Call for Papers: Special Issue – The MRC at 50


Please Note: This special issue call is only open to speakers and invited contributors at the MRC at 50 Symposium in September 2023.


The MRC at 50 Symposium was a landmark event hosted at the University of Warwick in September 2023[1]. It brought together researchers, scholars and the public to celebrate the history and evolution of the MRC, along with highlighting the vast array of research informed and inspired by its collections.

To create a permanent record of these talks, as well to continue the conversations and propagate knowledge further we have partnered with Warwick’s interdisciplinary open-access journal Exchanges ( to produce a special issue based on the event. This MRC at 50 issue will contain papers derived from the symposium presentations sessions and the discourse which emerged around them.

Hence, all presenters[2] are warmly invited to submit pieces for publication consideration, with the special issue’s publication anticipated for summer 2024.

Manuscript Submission & Deadlines

Therefore, we invite submissions of papers based on conference presentations to be submitted to Exchanges by Friday 26th January 2024 to the online submission portal:

When submitting your manuscript, you will need to first login to your preexisting, or register a new, Exchanges account. During the submission process, in the Comments for the Editor box please add a note: This paper is for the MRC at 50 special issue.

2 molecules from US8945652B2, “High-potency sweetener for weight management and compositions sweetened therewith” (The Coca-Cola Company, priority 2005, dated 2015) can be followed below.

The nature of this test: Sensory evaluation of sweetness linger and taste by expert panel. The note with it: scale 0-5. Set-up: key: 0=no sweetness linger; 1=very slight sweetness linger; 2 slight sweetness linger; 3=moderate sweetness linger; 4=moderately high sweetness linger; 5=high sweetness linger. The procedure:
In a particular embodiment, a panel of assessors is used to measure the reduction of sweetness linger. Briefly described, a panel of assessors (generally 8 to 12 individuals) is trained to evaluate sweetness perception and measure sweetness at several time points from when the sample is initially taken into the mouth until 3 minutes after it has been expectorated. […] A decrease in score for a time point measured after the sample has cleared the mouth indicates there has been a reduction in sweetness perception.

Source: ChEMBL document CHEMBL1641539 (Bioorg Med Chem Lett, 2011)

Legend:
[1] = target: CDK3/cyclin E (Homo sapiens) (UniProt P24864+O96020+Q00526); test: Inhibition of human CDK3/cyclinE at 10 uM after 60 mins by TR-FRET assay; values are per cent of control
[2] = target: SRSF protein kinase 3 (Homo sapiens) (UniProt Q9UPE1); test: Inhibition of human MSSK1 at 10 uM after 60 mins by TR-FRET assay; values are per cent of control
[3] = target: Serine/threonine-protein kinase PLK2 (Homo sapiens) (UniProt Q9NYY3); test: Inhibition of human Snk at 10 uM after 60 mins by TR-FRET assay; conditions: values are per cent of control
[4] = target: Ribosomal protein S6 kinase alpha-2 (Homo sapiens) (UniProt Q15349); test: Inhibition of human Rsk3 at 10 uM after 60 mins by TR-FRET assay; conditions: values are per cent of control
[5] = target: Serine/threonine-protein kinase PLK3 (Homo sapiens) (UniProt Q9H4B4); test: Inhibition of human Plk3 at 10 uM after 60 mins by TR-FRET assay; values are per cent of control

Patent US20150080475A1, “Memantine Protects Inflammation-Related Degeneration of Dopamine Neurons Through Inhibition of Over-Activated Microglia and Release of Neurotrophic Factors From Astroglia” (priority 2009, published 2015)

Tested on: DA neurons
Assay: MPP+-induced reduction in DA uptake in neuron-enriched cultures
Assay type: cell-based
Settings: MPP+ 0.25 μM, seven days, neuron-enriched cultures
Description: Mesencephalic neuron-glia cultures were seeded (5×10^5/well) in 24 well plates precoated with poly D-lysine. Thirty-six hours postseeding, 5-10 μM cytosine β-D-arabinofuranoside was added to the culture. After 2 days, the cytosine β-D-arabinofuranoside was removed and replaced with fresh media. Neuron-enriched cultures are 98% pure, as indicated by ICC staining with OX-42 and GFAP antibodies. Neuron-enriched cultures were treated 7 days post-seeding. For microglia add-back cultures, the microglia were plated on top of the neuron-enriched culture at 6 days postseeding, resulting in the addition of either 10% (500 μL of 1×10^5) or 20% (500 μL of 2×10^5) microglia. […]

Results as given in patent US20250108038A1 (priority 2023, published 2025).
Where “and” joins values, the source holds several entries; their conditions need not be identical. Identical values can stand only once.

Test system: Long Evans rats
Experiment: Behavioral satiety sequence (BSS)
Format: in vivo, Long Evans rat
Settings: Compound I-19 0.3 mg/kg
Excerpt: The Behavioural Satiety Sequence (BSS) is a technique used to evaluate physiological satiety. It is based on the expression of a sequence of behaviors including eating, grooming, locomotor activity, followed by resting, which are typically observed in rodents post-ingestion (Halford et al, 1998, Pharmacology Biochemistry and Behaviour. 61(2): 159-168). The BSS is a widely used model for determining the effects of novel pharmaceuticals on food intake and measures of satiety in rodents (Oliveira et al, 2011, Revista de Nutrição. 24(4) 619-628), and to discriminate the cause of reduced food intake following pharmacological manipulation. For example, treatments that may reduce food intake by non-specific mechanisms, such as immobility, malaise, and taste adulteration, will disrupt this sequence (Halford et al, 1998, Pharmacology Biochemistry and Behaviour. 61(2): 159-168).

Manuscripts are not required to be preformatted to the journal’s standard layout at submission[3], although authors are encouraged to minimise the use of any specialist plug-ins. Further brief guidance on creating your article is given below. Additionally, authors may find reviewing Exchanges’ policies on authorship, rights retention and conduct ahead of their submission useful:

Authors are also warmly invited to contact the Chief Editor (Dr Gareth J Johnson) via email ( with any detailed questions or clarifications.

Format Guidance

All manuscripts submitted for consideration should be between 1,000-4,000 words[4], normally reflecting the content of an author’s presentation. These will be considered under the journal’s flexible and popular ‘critical reflections’ format, which typically comprise discussions of the key ideas, debates and value written and addressed to a broad, interdisciplinary audience.

While scholarly in content, creating a critical reflection piece is intended to be readily achievable in a short timeframe. Moreover, as critical reflections undergo a generally swift editorial-review process this helps ensure a rapid transit to a publication decision, with author revisions normally achieved through a co-productive editorial dialogue.[5]

Critical reflections typically employ elements of critique, rather than present a simple narrative or illustrative recounting. Manuscripts should therefore aim to outline or introduce a topic, explore any key terminology, acronyms and jargon with which readers may be unfamiliar, before exploring any specific elements. Ideally the pieces should conclude with a critique, personal reflections or insights before a brief conclusion reiterating the key arguments, discussions or outcomes from the text.

Authors whose manuscript proposals might fall outside these guidelines are welcome to discuss their ideas with the Editor.